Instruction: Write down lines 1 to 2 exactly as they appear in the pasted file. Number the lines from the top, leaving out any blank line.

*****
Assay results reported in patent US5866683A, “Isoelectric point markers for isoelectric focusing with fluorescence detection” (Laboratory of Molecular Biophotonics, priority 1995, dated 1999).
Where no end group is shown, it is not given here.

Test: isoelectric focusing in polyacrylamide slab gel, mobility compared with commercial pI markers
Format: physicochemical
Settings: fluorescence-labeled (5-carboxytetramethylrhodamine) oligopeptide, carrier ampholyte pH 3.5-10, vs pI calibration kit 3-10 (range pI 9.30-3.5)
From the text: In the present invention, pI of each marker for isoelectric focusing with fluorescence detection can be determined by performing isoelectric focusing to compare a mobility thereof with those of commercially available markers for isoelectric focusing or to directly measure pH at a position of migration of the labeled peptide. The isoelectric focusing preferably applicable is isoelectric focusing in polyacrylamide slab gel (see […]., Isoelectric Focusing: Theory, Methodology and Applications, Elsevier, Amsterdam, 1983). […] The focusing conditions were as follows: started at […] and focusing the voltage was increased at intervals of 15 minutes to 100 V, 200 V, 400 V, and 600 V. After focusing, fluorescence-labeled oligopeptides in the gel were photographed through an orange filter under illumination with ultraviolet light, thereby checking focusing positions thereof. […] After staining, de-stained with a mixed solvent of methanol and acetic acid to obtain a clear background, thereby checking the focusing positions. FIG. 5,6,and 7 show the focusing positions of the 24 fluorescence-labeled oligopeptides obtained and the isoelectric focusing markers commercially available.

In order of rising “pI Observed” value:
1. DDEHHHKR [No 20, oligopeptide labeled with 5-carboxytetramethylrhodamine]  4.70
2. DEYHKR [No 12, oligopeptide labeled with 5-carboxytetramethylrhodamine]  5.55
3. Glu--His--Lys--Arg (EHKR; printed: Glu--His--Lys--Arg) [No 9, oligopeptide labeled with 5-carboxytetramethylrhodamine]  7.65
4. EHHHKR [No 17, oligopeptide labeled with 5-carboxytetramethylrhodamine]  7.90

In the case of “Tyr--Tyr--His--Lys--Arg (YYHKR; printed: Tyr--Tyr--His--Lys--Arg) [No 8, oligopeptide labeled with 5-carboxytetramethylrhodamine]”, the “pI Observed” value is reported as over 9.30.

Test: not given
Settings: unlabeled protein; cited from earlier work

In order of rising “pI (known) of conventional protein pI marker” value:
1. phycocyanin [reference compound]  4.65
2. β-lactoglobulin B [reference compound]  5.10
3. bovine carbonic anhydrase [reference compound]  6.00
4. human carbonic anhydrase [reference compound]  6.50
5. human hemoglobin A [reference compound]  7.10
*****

Assay results reported in patent US5866683A, “Isoelectric point markers for isoelectric focusing with fluorescence detection” (Laboratory of Molecular Biophotonics, priority 1995, dated 1999).
Where no end group is shown, it is not given here.